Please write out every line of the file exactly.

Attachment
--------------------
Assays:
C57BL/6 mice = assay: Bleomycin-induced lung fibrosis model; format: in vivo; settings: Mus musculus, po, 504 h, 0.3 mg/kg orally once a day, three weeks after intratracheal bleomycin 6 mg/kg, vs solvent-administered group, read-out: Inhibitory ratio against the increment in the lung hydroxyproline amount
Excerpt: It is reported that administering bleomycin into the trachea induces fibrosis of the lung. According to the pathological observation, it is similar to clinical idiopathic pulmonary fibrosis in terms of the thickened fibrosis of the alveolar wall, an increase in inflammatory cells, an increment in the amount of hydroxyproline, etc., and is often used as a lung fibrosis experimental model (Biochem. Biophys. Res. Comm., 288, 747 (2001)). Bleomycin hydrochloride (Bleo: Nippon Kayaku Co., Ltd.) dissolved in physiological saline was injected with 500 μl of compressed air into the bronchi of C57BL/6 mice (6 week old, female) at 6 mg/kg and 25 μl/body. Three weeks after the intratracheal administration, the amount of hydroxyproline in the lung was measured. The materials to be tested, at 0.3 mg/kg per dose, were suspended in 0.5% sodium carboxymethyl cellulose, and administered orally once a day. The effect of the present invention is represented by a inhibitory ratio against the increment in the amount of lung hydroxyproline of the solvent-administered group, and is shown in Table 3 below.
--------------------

Assays:
C57BL/6 mice = assay: Bleomycin-induced lung fibrosis model; format: in vivo; settings: Mus musculus, po, 504 h, 0.3 mg/kg orally once a day, three weeks after intratracheal bleomycin 6 mg/kg, vs solvent-administered group, read-out: Inhibitory ratio against the increment in the lung hydroxyproline amount
Excerpt: It is reported that administering bleomycin into the trachea induces fibrosis of the lung. According to the pathological observation, it is similar to clinical idiopathic pulmonary fibrosis in terms of the thickened fibrosis of the alveolar wall, an increase in inflammatory cells, an increment in the amount of hydroxyproline, etc., and is often used as a lung fibrosis experimental model (Biochem. Biophys. Res. Comm., 288, 747 (2001)). Bleomycin hydrochloride (Bleo: Nippon Kayaku Co., Ltd.) dissolved in physiological saline was injected with 500 μl of compressed air into the bronchi of C57BL/6 mice (6 week old, female) at 6 mg/kg and 25 μl/body. Three weeks after the intratracheal administration, the amount of hydroxyproline in the lung was measured. The materials to be tested, at 0.3 mg/kg per dose, were suspended in 0.5% sodium carboxymethyl cellulose, and administered orally once a day. The effect of the present invention is represented by a inhibitory ratio against the increment in the amount of lung hydroxyproline of the solvent-administered group, and is shown in Table 3 below.